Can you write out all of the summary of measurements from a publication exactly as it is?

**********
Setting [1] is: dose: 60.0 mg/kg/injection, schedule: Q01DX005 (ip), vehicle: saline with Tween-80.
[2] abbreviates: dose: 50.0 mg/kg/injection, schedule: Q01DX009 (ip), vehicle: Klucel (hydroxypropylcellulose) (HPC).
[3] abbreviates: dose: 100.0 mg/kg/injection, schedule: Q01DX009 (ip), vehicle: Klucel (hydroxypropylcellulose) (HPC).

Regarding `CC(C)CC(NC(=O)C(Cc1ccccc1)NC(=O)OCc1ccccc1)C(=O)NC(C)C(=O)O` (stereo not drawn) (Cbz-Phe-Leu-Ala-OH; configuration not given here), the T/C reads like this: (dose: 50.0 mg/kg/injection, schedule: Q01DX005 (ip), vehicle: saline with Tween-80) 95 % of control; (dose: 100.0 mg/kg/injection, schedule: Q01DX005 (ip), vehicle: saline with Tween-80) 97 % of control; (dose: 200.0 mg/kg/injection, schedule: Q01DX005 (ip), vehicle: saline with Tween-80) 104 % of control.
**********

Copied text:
Setting [1] is: dose: 60.0 mg/kg/injection, schedule: Q01DX005 (ip), vehicle: saline with Tween-80.
[2] abbreviates: dose: 50.0 mg/kg/injection, schedule: Q01DX009 (ip), vehicle: Klucel (hydroxypropylcellulose) (HPC).
[3] abbreviates: dose: 100.0 mg/kg/injection, schedule: Q01DX009 (ip), vehicle: Klucel (hydroxypropylcellulose) (HPC).

Regarding `CC(C)CC(NC(=O)C(Cc1ccccc1)NC(=O)OCc1ccccc1)C(=O)NC(C)C(=O)O` (stereo not drawn) (Cbz-Phe-Leu-Ala-OH; configuration not given here), the T/C reads like this: (dose: 50.0 mg/kg/injection, schedule: Q01DX005 (ip), vehicle: saline with Tween-80) 95 % of control; (dose: 100.0 mg/kg/injection, schedule: Q01DX005 (ip), vehicle: saline with Tween-80) 97 % of control; (dose: 200.0 mg/kg/injection, schedule: Q01DX005 (ip), vehicle: saline with Tween-80) 104 % of control.